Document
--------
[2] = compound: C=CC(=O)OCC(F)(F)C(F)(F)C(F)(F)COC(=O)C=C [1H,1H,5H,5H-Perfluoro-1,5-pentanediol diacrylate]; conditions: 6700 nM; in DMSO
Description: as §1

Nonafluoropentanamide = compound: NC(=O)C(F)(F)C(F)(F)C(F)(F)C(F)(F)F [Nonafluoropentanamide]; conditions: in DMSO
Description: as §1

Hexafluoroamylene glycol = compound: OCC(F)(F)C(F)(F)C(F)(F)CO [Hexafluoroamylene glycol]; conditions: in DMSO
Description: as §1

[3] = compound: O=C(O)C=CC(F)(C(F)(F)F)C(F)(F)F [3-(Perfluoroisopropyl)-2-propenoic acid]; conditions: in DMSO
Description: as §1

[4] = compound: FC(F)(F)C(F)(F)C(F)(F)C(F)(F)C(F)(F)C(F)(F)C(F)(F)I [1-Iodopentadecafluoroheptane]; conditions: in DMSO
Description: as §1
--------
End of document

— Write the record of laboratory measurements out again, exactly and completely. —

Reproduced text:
[2] = compound: C=CC(=O)OCC(F)(F)C(F)(F)C(F)(F)COC(=O)C=C [1H,1H,5H,5H-Perfluoro-1,5-pentanediol diacrylate]; conditions: 6700 nM; in DMSO
Description: as §1

Nonafluoropentanamide = compound: NC(=O)C(F)(F)C(F)(F)C(F)(F)C(F)(F)F [Nonafluoropentanamide]; conditions: in DMSO
Description: as §1

Hexafluoroamylene glycol = compound: OCC(F)(F)C(F)(F)C(F)(F)CO [Hexafluoroamylene glycol]; conditions: in DMSO
Description: as §1

[3] = compound: O=C(O)C=CC(F)(C(F)(F)F)C(F)(F)F [3-(Perfluoroisopropyl)-2-propenoic acid]; conditions: in DMSO
Description: as §1

[4] = compound: FC(F)(F)C(F)(F)C(F)(F)C(F)(F)C(F)(F)C(F)(F)C(F)(F)I [1-Iodopentadecafluoroheptane]; conditions: in DMSO
Description: as §1